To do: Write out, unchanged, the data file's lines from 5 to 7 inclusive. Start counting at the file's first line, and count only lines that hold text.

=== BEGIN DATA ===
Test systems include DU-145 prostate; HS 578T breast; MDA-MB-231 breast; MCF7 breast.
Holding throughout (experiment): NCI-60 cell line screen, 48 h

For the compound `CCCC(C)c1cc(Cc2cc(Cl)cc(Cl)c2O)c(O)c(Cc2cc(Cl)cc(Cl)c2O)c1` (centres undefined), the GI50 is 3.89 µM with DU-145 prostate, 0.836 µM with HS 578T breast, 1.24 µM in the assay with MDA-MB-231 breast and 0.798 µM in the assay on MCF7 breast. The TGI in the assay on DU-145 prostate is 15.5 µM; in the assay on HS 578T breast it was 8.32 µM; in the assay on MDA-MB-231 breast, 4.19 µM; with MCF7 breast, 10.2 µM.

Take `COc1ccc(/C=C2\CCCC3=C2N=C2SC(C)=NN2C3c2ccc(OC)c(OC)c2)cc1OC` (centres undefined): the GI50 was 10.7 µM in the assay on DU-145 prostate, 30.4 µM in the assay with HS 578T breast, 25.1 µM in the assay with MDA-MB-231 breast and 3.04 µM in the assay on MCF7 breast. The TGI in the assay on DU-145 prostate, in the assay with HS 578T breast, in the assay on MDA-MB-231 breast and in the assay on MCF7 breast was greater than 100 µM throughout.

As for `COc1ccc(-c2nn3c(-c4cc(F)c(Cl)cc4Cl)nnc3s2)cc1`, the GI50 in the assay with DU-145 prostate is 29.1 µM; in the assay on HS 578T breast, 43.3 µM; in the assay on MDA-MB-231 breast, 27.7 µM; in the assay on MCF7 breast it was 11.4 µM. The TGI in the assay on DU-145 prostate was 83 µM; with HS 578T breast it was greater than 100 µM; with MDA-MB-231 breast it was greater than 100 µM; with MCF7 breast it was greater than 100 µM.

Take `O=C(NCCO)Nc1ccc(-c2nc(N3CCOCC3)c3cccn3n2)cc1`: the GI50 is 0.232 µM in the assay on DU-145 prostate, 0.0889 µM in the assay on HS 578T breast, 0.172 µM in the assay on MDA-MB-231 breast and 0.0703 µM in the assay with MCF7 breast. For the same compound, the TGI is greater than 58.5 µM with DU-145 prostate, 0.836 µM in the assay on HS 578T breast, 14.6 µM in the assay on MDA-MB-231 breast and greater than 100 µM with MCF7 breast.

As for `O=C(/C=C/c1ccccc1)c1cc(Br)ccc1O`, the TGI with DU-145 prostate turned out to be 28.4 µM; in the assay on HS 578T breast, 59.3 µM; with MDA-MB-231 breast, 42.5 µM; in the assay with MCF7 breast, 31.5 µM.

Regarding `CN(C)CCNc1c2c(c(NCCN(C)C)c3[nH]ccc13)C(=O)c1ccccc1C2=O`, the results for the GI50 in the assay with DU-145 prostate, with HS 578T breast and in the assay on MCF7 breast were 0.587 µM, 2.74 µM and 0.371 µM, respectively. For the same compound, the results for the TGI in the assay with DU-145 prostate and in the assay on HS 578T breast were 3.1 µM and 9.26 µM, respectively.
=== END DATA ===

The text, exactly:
As for `COc1ccc(-c2nn3c(-c4cc(F)c(Cl)cc4Cl)nnc3s2)cc1`, the GI50 in the assay with DU-145 prostate is 29.1 µM; in the assay on HS 578T breast, 43.3 µM; in the assay on MDA-MB-231 breast, 27.7 µM; in the assay on MCF7 breast it was 11.4 µM. The TGI in the assay on DU-145 prostate was 83 µM; with HS 578T breast it was greater than 100 µM; with MDA-MB-231 breast it was greater than 100 µM; with MCF7 breast it was greater than 100 µM.

Take `O=C(NCCO)Nc1ccc(-c2nc(N3CCOCC3)c3cccn3n2)cc1`: the GI50 is 0.232 µM in the assay on DU-145 prostate, 0.0889 µM in the assay on HS 578T breast, 0.172 µM in the assay on MDA-MB-231 breast and 0.0703 µM in the assay with MCF7 breast. For the same compound, the TGI is greater than 58.5 µM with DU-145 prostate, 0.836 µM in the assay on HS 578T breast, 14.6 µM in the assay on MDA-MB-231 breast and greater than 100 µM with MCF7 breast.

As for `O=C(/C=C/c1ccccc1)c1cc(Br)ccc1O`, the TGI with DU-145 prostate turned out to be 28.4 µM; in the assay on HS 578T breast, 59.3 µM; with MDA-MB-231 breast, 42.5 µM; in the assay with MCF7 breast, 31.5 µM.